Procedural due process is a legal doctrine in the United States that requires government officials to follow fair procedures before depriving a person of life, liberty, or property.:657 When the government seeks to deprive a person of one of those interests, procedural due process requires at least for the government to afford the person notice, an opportunity to be heard, and a decision made by a neutral decisionmaker. Procedural due process is required by the Due Process Clauses of the Fifth and Fourteenth Amendments to the United States Constitution.:617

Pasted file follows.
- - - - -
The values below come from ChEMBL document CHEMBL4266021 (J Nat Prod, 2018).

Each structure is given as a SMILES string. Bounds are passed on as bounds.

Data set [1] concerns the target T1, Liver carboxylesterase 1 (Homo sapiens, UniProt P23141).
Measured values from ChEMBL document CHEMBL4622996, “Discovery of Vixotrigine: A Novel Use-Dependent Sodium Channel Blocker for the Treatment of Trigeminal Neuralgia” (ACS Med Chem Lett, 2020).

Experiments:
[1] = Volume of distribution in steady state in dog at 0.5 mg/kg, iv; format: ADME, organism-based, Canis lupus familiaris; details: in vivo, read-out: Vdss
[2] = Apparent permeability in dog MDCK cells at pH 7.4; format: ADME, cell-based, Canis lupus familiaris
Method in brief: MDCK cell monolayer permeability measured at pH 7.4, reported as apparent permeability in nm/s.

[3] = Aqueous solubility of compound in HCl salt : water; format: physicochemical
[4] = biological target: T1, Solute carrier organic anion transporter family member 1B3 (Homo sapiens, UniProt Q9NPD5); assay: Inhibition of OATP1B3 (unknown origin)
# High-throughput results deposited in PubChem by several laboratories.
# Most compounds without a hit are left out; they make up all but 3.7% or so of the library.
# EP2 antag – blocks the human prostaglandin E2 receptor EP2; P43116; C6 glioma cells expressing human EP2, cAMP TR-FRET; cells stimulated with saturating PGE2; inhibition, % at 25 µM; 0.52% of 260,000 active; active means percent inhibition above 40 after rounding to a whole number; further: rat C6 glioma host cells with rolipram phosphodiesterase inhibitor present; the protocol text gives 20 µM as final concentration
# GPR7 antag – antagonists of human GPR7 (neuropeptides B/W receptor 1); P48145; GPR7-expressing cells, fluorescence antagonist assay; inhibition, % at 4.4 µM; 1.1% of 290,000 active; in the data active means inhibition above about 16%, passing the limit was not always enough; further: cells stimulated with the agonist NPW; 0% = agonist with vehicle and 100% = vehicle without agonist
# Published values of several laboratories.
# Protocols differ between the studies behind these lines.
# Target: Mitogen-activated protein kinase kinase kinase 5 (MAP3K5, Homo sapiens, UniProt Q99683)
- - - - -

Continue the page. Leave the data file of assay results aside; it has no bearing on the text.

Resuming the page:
The article "Some Kind of Hearing" written by Judge Henry Friendly created a list of basic due process rights "that remains highly influential, as to both content and relative priority." The rights, which apply equally to civil due process and criminal due process, are the following:
Not all the above rights are guaranteed in every instance when the government seeks to deprive a person life, liberty, or property. At minimum, a person is due only notice, an opportunity to be heard, and a decision by a neutral decisionmaker. Courts use various tests to determine whether a person should also be guaranteed any of the other above procedural rights.